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Reasons The Ronald McDonald House Is More Than Just a Room

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If you are preparing your family for a stay at a Ronald McDonald House, let me be the first to offer you my shoulder and my ear. From one parent to another, I know your worry. I feel your pain. I know the ache and I feel the fear with you.

I have been you. I am you. I will be you again.

During the multiple times we have stayed at the Ronald McDonald House, it has always begun to feel more like home than it did not. While our first stay was just shy of one week, our second stay was a solid three months. This most recent stay was thankfully just one more week.

In those combined nearly four months that we needed the Ronald McDonald House, I came to understand that the services they provide are invaluable, indescribable, and unimaginably important to families like mine. I had no idea.

Before our family needed the Ronald McDonald House, I had no concept of the magnitude of their services. I was not aware of what exactly it is that they offer families facing medical procedures with their children.

I was not aware of the depth of gratitude I would feel for the volunteers; those that donate their time and money, their goods and services to people they have never met.

If you are reading this as a potential volunteer – I thank you. On behalf of every parent that has ever stepped foot in RMH doors, I thank you from the bottom of my heart.

The Ronald McDonald House does not merely offer a place to sleep or a place to eat. Yes, it is a place for rest and a place to fill your belly before heading back to the hospital, but it is so much more than that.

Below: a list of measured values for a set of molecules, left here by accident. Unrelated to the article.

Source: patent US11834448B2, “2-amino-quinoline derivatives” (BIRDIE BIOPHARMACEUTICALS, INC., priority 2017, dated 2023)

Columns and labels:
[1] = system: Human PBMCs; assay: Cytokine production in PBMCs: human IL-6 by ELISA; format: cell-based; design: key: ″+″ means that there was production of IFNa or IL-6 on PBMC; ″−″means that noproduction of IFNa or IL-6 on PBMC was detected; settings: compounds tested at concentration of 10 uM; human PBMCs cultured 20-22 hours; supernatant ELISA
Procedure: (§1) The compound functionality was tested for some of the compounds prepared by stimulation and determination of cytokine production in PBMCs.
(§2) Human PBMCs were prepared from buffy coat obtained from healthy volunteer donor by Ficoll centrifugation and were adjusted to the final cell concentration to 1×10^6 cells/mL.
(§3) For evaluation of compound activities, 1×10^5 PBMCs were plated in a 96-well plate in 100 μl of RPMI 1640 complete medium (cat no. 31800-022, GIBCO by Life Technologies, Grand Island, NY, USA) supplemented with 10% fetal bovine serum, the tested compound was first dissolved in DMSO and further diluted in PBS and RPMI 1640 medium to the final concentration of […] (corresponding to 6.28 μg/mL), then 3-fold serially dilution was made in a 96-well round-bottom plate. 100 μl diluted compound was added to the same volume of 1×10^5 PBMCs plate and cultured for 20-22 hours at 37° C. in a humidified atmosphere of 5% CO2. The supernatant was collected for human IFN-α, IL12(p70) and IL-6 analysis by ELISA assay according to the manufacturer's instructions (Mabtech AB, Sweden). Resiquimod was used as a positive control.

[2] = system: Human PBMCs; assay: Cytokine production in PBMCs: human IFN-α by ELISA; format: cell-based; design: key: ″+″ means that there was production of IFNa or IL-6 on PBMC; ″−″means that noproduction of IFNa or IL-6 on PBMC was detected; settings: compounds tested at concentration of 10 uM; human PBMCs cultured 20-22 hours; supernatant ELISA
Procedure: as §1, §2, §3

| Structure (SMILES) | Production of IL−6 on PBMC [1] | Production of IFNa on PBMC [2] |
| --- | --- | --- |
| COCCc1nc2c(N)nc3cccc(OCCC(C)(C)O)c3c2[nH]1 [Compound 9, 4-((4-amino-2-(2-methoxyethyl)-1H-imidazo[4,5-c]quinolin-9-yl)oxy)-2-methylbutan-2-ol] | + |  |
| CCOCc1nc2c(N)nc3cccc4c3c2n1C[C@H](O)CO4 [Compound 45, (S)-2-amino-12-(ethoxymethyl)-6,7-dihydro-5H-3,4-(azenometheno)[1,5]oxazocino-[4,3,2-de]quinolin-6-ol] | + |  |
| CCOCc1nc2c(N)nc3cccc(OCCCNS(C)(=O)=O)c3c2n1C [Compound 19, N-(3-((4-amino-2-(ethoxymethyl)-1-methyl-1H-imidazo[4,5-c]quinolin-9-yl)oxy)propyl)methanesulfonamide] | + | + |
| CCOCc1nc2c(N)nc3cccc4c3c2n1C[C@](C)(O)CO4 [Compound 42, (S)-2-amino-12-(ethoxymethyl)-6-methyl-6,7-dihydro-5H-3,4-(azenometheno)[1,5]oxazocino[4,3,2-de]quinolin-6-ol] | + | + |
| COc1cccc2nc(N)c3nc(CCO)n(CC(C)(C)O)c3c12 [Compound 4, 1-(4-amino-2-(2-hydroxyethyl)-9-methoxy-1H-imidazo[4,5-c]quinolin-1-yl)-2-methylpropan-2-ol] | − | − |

Our story is long and terrifying, and I pray that yours is nothing like ours.

Reasons The Ronald McDonald House Is More Than Just a Room

The Ronald McDonald House is a tub in which you give your son a bath and rub him down with iodine the night before handing him over to his surgeons.

It is a bed to lie on through a night as you get no rest. Instead you will count the hours while you stare at his tiny, sleeping face, praying that it will not be the last. A night spent wondering how you got into this position, and what the outcome will be.

The Ronald McDonald House is a bed to cuddle up next to him for what could potentially be the last time as you breathe in the sweet scent of baby mixed with the tang of iodine.

It is a bed to finally fall asleep in after twelve hours spent waiting for the surgeons to finish operating, and another two hours before you are allowed in the intensive care unit to see your son – to touch him.

It is a pillow to rest your head on after hours spent watching his little bandaged chest rise and fall, staring at the heart rate monitor as it dips and flutters, as you listen to the pump of his blood pressure cuff as it compresses and relaxes.

The Ronald McDonald House is a place to rest when you’ve been awake for 38 hours and you still can’t sleep.

It is a quiet place to go after you sit with the Chaplain to pray and to call your family members.

A place to sit alone after they resuscitate your son for the second time in one month, and while they place him on the most elaborate life support machine the world has ever seen.

It is a refuge after long and exhausting days spent playing Scrabble for the 114th time and after completing your 98th crossword in seven weeks while sitting at his bedside waiting for his finger to twitch or his toe to move.

The Ronald McDonald House is a place of refuge after you have spoken to the surgeons and doctors about your options and about your son’s quality of life after he wakes up – if he wakes up.

A place to go and think about that decision and what that implies.